For more than a decade, Scottish DJ duo Tigerstyle, have been at the forefront of the British Asian music scene. Brothers Raj and Pops speak exclusively to DESIblitz.
“We loved Wu Tang Clan...they had a sample from a Kung Fu film, Tigerstyle.”
One of the most iconic moments in British TV history in the last decade, was when dance act Signature auditioned on ITV1’s Britain’s Got Talent in May 2008.
The act featuring a Michael Jackson tribute dancer, Suleiman Mirza, and his partner Madhu Singh, took the country by storm.
The scintillating soundtrack to that stunning performance was down to Tigerstyle, whose remix of Michael Jackson’s ‘Billie Jean’, captured the nation.
Since the birth of their music career in 1997, brothers Raj and Pops have been leaders and innovators in the British Asian music scene.
The pioneering Glaswegians were raised with traditional religious Sikh values, by a family which appreciated the gift of music.
They learned to play instruments from a young age and would perform shabads and kirtan at their local Gurdwara.
They also benefitted from learning classical tabla from their ustad, Vijay Kangutkar.
However, alongside the religious and Punjabi folk musicology, they were also influenced by western music.
In an exclusive Gupshup with DESIblitz, Raj says: “When we were younger, our uncles, our Chacha was into Michael Jackson … and Boney M. And these kind of things were kind of in the background.”
He adds: “When we hit our teens, then we kind of discovered hip hop, drum n bass, and electronic music.”
So where did the name Tigerstyle come from? Pops explains: “We loved Wu Tang Clan.
“And their first album, 36 Chambers, there was one track in it. And at the start of the song, they had a sample from a Kung Fu film, Tigerstyle.”
The Scots had arranged to meet with Panjabi MC, one of the leading Desi DJs of the era, and presented him with a demo tape.
Impressed by what he had heard, Panjabi MC asked the pair: “What are you going to call yourself? Is your name Tigerstyle?”
They chose to stick with the name. And Pops says that it suited their image too: “Obviously it compliments the martial Sikh background that we have come from.”
Panjabi MC would continue to have an important influence on the pair. And they eventually signed with a record label which launched PMC’s career, Nachural Records.
Watch our exclusive Gupshup with Tigerstyle here:
By the mid-2000s, Bhangra music was experiencing a revival. Tigerstyle became a household name thanks to the critical success of their albums: The Rising, Extended Play, and Virsa.
Tigerstyle were one of only a handful of Desi artists to have recorded a live session with the late Sir John Peel.
They featured at the first ever BBC Electric Proms in September 2006. In another first, they performed on the BBC Introducing Stage at Glastonbury in July 2007.
When they launched album Mystics, Martyrs, and Maharajas, in 2008, it was met with high praise and critical acclaim.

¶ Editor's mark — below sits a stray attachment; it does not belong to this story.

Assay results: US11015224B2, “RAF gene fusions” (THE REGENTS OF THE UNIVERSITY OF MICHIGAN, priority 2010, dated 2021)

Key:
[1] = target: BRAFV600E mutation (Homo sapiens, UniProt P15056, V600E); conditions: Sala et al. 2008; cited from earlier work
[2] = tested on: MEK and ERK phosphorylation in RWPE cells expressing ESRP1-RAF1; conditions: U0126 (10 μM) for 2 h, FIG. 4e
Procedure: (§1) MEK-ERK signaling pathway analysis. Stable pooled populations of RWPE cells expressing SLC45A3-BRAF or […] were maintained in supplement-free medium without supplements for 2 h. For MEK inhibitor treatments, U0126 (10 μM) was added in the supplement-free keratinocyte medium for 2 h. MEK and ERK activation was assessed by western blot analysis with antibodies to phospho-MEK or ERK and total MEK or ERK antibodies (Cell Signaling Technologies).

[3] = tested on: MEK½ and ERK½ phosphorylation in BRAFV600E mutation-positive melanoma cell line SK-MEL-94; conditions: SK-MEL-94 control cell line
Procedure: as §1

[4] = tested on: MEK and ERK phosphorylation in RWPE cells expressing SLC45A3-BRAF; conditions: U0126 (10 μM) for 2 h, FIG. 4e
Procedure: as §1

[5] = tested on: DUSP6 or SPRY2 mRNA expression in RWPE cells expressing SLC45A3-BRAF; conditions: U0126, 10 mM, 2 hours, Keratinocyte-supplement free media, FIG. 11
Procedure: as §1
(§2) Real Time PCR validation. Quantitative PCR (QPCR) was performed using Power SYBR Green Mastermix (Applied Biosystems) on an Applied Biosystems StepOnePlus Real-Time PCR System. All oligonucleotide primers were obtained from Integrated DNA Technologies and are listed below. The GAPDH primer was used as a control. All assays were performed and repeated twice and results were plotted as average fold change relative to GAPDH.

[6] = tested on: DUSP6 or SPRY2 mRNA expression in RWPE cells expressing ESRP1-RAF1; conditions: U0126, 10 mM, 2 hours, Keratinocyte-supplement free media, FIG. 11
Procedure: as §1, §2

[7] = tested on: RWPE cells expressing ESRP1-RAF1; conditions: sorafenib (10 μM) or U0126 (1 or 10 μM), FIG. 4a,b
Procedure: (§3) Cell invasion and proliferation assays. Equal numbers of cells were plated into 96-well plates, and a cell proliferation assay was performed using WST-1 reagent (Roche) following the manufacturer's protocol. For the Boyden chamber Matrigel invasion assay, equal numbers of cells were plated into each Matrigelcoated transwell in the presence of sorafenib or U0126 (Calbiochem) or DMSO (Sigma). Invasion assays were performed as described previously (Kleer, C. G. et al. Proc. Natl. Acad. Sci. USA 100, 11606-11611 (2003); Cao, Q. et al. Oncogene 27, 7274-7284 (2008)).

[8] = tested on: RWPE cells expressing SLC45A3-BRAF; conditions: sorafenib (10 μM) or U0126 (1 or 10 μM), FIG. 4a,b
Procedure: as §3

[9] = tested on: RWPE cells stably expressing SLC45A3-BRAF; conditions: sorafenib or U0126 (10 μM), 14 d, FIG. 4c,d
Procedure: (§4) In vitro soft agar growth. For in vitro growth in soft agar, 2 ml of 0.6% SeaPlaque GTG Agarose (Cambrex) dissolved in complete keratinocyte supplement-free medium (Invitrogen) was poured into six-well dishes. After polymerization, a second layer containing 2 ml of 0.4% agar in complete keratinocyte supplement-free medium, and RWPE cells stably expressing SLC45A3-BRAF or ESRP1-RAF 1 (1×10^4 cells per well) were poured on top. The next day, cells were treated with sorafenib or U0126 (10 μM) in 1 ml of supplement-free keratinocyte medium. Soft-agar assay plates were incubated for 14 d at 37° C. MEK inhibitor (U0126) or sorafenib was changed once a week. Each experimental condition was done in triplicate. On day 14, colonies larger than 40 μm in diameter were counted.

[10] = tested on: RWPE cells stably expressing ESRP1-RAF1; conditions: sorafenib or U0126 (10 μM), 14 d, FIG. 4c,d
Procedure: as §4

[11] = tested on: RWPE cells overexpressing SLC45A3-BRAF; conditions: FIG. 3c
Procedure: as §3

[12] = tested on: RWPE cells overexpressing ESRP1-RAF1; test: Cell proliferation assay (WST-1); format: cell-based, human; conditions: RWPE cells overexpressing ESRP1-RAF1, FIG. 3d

Towards the end of the decade, they made their breakthrough into Bollywood, by featuring on the soundtrack of the blockbuster 2008 film, Singh is Kinng.
Under the guidance of reknowned music composer, Pritam, they released exclusive remixes of ‘Bas Ek Kinng’ and ‘Bhootni Ke’.
Since then, they have worked with the likes of Pritam, Ram Sampath, and Sachin Jigar on a host of projects.
In the 2010s, the journey of their ever-changing sound took another turn as they worked to create their own fusion music.
The result was the 2013 album, Digi-Bhang. The album reached the Number 1 spot on the iTunes World Albums Chart in the UK. The singles also charted well upon their respective releases.
As a special production for the 2013 Edinburgh Fringe Festival, Tigerstyle created a Live Band performance of the album, Digi-Bhang Live.
Further displaying their musical versatility, they have looked more towards India in the mid-2010s.
They teamed up with vocalist Preet Harpal for ‘Att Goriye’. The October 2014-release was hailed as a commercial success.
This was followed by collaboration with Ranjit Bawa, ‘Swag Jatt Da’, for his album Mitti Da Bawa. And then ‘Chakkwein Suit’ which features the voice of Kulwinder Billa.
The success of these tracks led to them being approached by the likes of Ravinder Grewal and Harbhajan Mann.
In 2015, the pair produced another Bollywood music hit. This time it was the ‘Zaalim Dilli’ for Dilliwali Zaalim Girlfriend, which features Jazzy B and Hard Kaur.
Tigerstyle have also have contributed to the soundtrack for the upcoming 2015 film, The Mastermind: Jinda Sukha.
The film is set in Indian state of Punjab in aftermath of the atrocities in 1984.
Being Scottish has set Tigerstyle apart from other British Asian artists. They have been influenced a more eclectic array of music.
This might have been very different had they grown up in West London, Birmingham, or Leicester.
Raj says: “The kind of stuff that we listen to, when we’re not listening to the desi stuff, isn’t the kind of mainstream stuff that we tend to find that people from the main hub of the Asian population tend to listen to.”
He adds: “We’re always listening to more progressive music. Not just like dance music, but the hard, techno stuff that used to be really popular back in the day, in the mid- 90s, and drum n bass, were our kind of our basis.”
Tigerstyle have managed to stay relevant by maintaining their unique and varied sound, and constantly adapting and evolving it.
After more than one and a half decades in this industry, it will no doubt be the versatility and adaptability of Tigerstyle which will ensure their continued prominence and success.
Images courtesy of Tigerstyle's Facebook and Instagram accounts
Raj Nayak is the CEO of Colors TV and Rishtey Cineplex at Viacom18 Media. In an exclusive Gupshup with DESIblitz, Raj talks Bigg Boss, 24 and more!